I have been growing succulents with a medium amount of success for the past few years. While medium success doesn’t sound that great, it is huge for me. I have the worst black thumb, so any plants that don’t die in the first two months count as wins for me. In order to keep my succulent plants in the win column, I have done a bit of research into proper care for succulents.
My reading has taught me that succulents grown in containers should be repotted every year or two for a few reasons. Succulents can outgrow their containers, and the roots sometimes outgrow them faster than the plants themselves. It’s also a good idea to provide the plants with new fertile soil in which to grow.
I keep most of my succulents on our kitchen windowsill. The window gets a good amount of sunlight, and the proximity to the sink makes watering easy. When I decided to repot the plants, I wanted to swap out my dozen tiny planters with one long one. After a ton of searching in stores and online, I finally found a long narrow planter that would fit on my windowsill, only it wasn’t a planter at all.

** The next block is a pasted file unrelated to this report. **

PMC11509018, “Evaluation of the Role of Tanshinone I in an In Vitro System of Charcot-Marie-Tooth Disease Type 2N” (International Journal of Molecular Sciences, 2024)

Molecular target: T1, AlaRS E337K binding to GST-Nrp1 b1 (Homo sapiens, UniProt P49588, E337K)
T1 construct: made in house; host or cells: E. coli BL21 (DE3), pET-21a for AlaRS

This is actually a drywall pan. Like the kind you hold in one hand while you are applying drywall mud with the other. I found mine at the local hardware store for around $10, and look how pretty! While the look of the planter is important, the most important part of a succulent planter is the drainage. About that….
I started by creating some drainage holes in the bottom of the planter. This… was not easy. The drywall pan is steel so, yeah, I should have known better. I hammered large screws into the bottom of the pan to create dents in the steel. Once the dents were pretty deep, I would take a 16 gauge nail and hammer it into the dent to create the actual hole. I missed the nails/screws several times and have a lovely blood blister on my thumb to prove it. I thought about trying to use my Dremel to drill small holes, but I didn’t want to wreck my drill bits. Good thing that planter is pretty because it was a pain.
Once I had the holes in place, I added new soil specifically for cacti and succulents. This soil is mixture to allow plenty of drainage for the roots of the plants after watering. You don’t want to use a nutrient rich soil by itself because it will be too much for your succulents. If you use regular soil, be sure to cut it with plant grade sand or perlite.
Next, I removed my succulents from their old containers, shook off the old dirt from the roots, and planted them in the new soil.
I mixed some new succulents into the planter with the older plants. A few of the older plants needed a little support, so I added some river rocks on top of the soil for the plants to lean on.
I am hoping both the new and old succulents flourish in the new container. Have you ever repotted your succulents? Share your best tips in the comments below.
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